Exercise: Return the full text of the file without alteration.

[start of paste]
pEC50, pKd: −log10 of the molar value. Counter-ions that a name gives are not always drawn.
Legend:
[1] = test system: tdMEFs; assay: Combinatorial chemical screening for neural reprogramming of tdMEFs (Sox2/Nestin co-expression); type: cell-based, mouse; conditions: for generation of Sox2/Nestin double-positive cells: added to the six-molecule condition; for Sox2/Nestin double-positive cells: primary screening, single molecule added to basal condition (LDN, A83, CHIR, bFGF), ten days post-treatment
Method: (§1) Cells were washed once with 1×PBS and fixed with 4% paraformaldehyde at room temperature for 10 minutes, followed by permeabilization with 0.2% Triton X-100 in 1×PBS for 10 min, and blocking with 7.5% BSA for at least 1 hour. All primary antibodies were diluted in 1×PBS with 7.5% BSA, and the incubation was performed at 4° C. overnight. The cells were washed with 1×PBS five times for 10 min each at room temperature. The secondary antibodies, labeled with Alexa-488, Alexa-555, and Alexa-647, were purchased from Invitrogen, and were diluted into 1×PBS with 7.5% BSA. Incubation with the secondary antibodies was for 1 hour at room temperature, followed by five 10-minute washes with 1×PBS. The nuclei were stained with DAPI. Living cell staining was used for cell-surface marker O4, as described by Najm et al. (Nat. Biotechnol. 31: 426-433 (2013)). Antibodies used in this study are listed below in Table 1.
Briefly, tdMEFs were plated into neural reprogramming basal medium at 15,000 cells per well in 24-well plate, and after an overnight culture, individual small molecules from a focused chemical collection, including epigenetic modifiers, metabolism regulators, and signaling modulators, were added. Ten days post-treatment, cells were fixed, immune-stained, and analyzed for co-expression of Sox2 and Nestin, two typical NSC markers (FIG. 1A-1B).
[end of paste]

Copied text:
pEC50, pKd: −log10 of the molar value. Counter-ions that a name gives are not always drawn.
Legend:
[1] = test system: tdMEFs; assay: Combinatorial chemical screening for neural reprogramming of tdMEFs (Sox2/Nestin co-expression); type: cell-based, mouse; conditions: for generation of Sox2/Nestin double-positive cells: added to the six-molecule condition; for Sox2/Nestin double-positive cells: primary screening, single molecule added to basal condition (LDN, A83, CHIR, bFGF), ten days post-treatment
Method: (§1) Cells were washed once with 1×PBS and fixed with 4% paraformaldehyde at room temperature for 10 minutes, followed by permeabilization with 0.2% Triton X-100 in 1×PBS for 10 min, and blocking with 7.5% BSA for at least 1 hour. All primary antibodies were diluted in 1×PBS with 7.5% BSA, and the incubation was performed at 4° C. overnight. The cells were washed with 1×PBS five times for 10 min each at room temperature. The secondary antibodies, labeled with Alexa-488, Alexa-555, and Alexa-647, were purchased from Invitrogen, and were diluted into 1×PBS with 7.5% BSA. Incubation with the secondary antibodies was for 1 hour at room temperature, followed by five 10-minute washes with 1×PBS. The nuclei were stained with DAPI. Living cell staining was used for cell-surface marker O4, as described by Najm et al. (Nat. Biotechnol. 31: 426-433 (2013)). Antibodies used in this study are listed below in Table 1.
Briefly, tdMEFs were plated into neural reprogramming basal medium at 15,000 cells per well in 24-well plate, and after an overnight culture, individual small molecules from a focused chemical collection, including epigenetic modifiers, metabolism regulators, and signaling modulators, were added. Ten days post-treatment, cells were fixed, immune-stained, and analyzed for co-expression of Sox2 and Nestin, two typical NSC markers (FIG. 1A-1B).